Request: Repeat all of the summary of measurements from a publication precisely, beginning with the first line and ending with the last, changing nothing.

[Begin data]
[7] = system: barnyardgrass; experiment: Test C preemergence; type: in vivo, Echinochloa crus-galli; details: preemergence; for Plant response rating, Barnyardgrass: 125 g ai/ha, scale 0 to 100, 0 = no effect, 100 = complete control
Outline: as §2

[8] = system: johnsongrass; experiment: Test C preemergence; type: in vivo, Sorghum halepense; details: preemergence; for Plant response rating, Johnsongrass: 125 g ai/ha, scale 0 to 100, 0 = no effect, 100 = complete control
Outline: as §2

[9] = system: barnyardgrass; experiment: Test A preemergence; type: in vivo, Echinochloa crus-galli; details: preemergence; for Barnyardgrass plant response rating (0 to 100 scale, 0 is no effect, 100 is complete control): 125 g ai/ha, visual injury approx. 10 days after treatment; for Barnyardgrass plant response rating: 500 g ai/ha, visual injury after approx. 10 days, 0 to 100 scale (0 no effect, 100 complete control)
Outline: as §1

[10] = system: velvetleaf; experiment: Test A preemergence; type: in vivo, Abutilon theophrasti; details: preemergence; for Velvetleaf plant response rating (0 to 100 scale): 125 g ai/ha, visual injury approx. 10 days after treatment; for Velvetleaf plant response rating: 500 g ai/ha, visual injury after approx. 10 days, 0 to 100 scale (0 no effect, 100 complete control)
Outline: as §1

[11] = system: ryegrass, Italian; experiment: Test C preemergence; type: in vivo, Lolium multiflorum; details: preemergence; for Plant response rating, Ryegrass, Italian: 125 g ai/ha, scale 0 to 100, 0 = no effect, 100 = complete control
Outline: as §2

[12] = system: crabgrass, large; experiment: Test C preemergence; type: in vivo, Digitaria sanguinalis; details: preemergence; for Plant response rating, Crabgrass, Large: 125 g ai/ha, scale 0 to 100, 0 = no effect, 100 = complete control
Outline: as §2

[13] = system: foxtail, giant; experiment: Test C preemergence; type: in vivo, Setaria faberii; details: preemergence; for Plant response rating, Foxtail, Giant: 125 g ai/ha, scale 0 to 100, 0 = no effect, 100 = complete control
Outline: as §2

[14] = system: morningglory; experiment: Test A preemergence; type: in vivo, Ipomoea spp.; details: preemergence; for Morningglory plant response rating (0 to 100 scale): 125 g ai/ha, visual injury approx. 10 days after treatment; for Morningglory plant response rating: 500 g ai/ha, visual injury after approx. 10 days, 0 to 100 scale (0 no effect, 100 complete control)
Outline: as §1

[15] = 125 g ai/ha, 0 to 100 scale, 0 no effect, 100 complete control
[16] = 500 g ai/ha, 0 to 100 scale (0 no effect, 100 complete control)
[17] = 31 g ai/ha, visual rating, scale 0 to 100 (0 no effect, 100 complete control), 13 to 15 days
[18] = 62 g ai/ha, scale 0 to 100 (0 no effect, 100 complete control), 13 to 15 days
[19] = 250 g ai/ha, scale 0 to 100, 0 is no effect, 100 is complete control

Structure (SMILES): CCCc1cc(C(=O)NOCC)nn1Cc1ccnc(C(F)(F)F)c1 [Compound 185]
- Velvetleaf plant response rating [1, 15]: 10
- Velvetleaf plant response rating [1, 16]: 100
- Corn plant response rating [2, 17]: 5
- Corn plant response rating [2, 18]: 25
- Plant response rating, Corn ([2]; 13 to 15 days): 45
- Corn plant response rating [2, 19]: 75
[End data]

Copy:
[7] = system: barnyardgrass; experiment: Test C preemergence; type: in vivo, Echinochloa crus-galli; details: preemergence; for Plant response rating, Barnyardgrass: 125 g ai/ha, scale 0 to 100, 0 = no effect, 100 = complete control
Outline: as §2

[8] = system: johnsongrass; experiment: Test C preemergence; type: in vivo, Sorghum halepense; details: preemergence; for Plant response rating, Johnsongrass: 125 g ai/ha, scale 0 to 100, 0 = no effect, 100 = complete control
Outline: as §2

[9] = system: barnyardgrass; experiment: Test A preemergence; type: in vivo, Echinochloa crus-galli; details: preemergence; for Barnyardgrass plant response rating (0 to 100 scale, 0 is no effect, 100 is complete control): 125 g ai/ha, visual injury approx. 10 days after treatment; for Barnyardgrass plant response rating: 500 g ai/ha, visual injury after approx. 10 days, 0 to 100 scale (0 no effect, 100 complete control)
Outline: as §1

[10] = system: velvetleaf; experiment: Test A preemergence; type: in vivo, Abutilon theophrasti; details: preemergence; for Velvetleaf plant response rating (0 to 100 scale): 125 g ai/ha, visual injury approx. 10 days after treatment; for Velvetleaf plant response rating: 500 g ai/ha, visual injury after approx. 10 days, 0 to 100 scale (0 no effect, 100 complete control)
Outline: as §1

[11] = system: ryegrass, Italian; experiment: Test C preemergence; type: in vivo, Lolium multiflorum; details: preemergence; for Plant response rating, Ryegrass, Italian: 125 g ai/ha, scale 0 to 100, 0 = no effect, 100 = complete control
Outline: as §2

[12] = system: crabgrass, large; experiment: Test C preemergence; type: in vivo, Digitaria sanguinalis; details: preemergence; for Plant response rating, Crabgrass, Large: 125 g ai/ha, scale 0 to 100, 0 = no effect, 100 = complete control
Outline: as §2

[13] = system: foxtail, giant; experiment: Test C preemergence; type: in vivo, Setaria faberii; details: preemergence; for Plant response rating, Foxtail, Giant: 125 g ai/ha, scale 0 to 100, 0 = no effect, 100 = complete control
Outline: as §2

[14] = system: morningglory; experiment: Test A preemergence; type: in vivo, Ipomoea spp.; details: preemergence; for Morningglory plant response rating (0 to 100 scale): 125 g ai/ha, visual injury approx. 10 days after treatment; for Morningglory plant response rating: 500 g ai/ha, visual injury after approx. 10 days, 0 to 100 scale (0 no effect, 100 complete control)
Outline: as §1

[15] = 125 g ai/ha, 0 to 100 scale, 0 no effect, 100 complete control
[16] = 500 g ai/ha, 0 to 100 scale (0 no effect, 100 complete control)
[17] = 31 g ai/ha, visual rating, scale 0 to 100 (0 no effect, 100 complete control), 13 to 15 days
[18] = 62 g ai/ha, scale 0 to 100 (0 no effect, 100 complete control), 13 to 15 days
[19] = 250 g ai/ha, scale 0 to 100, 0 is no effect, 100 is complete control

Structure (SMILES): CCCc1cc(C(=O)NOCC)nn1Cc1ccnc(C(F)(F)F)c1 [Compound 185]
- Velvetleaf plant response rating [1, 15]: 10
- Velvetleaf plant response rating [1, 16]: 100
- Corn plant response rating [2, 17]: 5
- Corn plant response rating [2, 18]: 25
- Plant response rating, Corn ([2]; 13 to 15 days): 45
- Corn plant response rating [2, 19]: 75